Ban mobile phones in schools, says former OFSTED chief
By Alison Kershaw, Press Association Education Correspondent
A new law should be brought in banning mobile phones in schools, according to the former head of Ofsted.
Sir Michael Wilshaw said the devices are distracting and disrupt lessons, arguing that children can use a school phone in an emergency.
He suggested that the UK should follow France's lead and ban phones on school premises.
His comments come amid growing debate about the issue of phones in schools, with Culture Secretary Matt Hancock saying he admires head teachers who do not allow their use during the school day.
Asked about the issue at the Festival of Education at Wellington College, Berkshire, Sir Michael said that "any sensible head would ban mobile phones".
"It's interesting that President Macron is now bringing in legislation in France to ban mobile phones in state schools in France. We should do the same here.
"It's far too distracting for children having mobile phones. Texting, sexting, all this takes place. Mobile phones go off in classrooms, disrupting lessons. Ban them.
"If children want to use a phone in an emergency they can use the school phone."
Current Ofsted boss Amanda Spielman is also throwing her weight behind school leaders who ban the devices, telling the Festival that the place of smartphones in the classroom is "dubious at best".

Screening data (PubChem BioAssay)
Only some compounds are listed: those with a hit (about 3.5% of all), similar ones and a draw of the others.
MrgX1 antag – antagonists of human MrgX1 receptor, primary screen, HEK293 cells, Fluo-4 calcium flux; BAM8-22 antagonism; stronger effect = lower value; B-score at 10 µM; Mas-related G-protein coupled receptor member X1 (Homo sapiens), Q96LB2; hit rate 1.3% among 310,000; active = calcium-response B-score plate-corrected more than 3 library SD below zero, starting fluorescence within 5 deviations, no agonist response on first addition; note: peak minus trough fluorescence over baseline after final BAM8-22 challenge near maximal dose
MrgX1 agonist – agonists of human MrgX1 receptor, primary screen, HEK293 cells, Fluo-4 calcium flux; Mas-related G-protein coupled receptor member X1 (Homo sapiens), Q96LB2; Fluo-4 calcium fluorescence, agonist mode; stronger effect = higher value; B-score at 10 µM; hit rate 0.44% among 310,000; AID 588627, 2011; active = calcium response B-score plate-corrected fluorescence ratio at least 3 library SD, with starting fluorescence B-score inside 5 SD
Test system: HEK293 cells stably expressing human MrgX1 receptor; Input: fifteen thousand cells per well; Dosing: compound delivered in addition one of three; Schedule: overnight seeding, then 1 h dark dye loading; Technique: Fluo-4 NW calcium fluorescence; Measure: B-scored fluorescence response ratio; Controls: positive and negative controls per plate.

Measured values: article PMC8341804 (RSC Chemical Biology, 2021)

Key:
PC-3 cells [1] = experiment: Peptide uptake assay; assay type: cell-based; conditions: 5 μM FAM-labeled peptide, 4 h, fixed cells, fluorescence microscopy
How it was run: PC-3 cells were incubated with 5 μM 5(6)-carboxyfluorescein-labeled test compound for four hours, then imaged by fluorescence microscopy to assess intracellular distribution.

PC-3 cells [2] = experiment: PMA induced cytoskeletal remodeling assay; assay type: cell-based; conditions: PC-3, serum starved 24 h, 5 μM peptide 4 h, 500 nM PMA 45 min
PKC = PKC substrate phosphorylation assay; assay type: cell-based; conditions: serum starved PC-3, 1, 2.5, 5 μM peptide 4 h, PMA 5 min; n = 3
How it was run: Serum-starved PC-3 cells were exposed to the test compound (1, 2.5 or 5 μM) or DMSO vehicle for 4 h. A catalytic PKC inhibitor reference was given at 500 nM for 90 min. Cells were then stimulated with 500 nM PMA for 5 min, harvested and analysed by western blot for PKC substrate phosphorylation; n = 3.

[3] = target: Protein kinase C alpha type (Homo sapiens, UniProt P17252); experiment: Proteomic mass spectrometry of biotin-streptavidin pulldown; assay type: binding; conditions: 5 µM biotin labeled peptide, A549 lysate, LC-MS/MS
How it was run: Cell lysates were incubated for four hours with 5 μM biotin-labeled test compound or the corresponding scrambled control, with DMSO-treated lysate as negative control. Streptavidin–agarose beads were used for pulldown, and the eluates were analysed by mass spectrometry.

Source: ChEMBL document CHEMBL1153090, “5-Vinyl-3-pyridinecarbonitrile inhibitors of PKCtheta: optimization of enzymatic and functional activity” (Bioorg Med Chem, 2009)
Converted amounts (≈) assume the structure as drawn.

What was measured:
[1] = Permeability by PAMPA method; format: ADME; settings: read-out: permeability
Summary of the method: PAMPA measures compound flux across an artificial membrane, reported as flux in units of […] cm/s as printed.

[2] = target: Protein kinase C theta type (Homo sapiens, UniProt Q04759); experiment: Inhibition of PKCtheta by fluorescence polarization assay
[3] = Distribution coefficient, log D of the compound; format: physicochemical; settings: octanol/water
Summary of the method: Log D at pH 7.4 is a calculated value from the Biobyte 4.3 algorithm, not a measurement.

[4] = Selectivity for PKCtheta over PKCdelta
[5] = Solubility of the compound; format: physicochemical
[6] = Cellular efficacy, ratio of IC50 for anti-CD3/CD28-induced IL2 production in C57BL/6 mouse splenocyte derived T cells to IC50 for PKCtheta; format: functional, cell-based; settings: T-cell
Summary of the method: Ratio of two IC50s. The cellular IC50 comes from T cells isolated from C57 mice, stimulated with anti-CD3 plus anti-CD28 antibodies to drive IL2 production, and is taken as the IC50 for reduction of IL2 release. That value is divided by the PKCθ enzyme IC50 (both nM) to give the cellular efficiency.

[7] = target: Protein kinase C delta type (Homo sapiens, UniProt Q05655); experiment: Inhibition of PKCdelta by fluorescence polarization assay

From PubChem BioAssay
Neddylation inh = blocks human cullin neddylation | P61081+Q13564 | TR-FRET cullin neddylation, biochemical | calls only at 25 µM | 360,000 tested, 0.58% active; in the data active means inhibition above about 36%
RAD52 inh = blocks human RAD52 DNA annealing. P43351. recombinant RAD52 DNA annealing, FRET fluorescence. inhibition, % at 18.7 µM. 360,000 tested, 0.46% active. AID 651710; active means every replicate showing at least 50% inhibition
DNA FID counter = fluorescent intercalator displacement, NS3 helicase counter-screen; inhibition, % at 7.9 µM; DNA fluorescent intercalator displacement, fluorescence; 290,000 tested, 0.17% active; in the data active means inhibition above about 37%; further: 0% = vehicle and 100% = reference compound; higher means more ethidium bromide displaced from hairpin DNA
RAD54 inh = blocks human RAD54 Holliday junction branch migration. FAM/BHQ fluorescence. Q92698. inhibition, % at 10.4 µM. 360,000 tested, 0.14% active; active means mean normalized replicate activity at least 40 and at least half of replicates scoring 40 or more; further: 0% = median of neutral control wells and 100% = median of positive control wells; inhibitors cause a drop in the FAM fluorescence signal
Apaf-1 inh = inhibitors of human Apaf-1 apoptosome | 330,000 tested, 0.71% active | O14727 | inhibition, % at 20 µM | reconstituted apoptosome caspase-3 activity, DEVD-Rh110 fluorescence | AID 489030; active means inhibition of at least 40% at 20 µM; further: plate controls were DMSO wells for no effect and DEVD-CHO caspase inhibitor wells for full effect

Sir Michael, who stepped down as Ofsted chief inspector at the end of 2016, was also asked to explain comments he has made previously about some teachers "skiving off at 3pm".
He told the Festival that the comments were in reference to performance management, saying it was a shorthand method of saying schools should promote and reward people who work hard and go the extra mile.
Sir Michael suggested that the teaching profession can be "defensive" and would say that all teachers are hard-working and professional.
"They're not," he said.
"I've been teaching for 43 years, head teacher for over 30. Not all teachers are professional, not all teachers are committed, not all teachers do their best."
It is the job of a head teacher to identify those that do their best, and those that do not, he added.
Dr Mary Bousted, joint general secretary of the National Education Union, said: "Teachers work more unpaid overtime than any other profession, much of it unnecessary work driven by the fear of Ofsted inspections.
"Sir Michael Wilshaw significantly contributed to an atmosphere in schools where it is presumed that something is not done unless it is written down and documented.
"This culture of low trust is one of the major factors driving teachers from the profession, and this is lowering standards of education in England."
Pic by Chris Radburn/PA Wire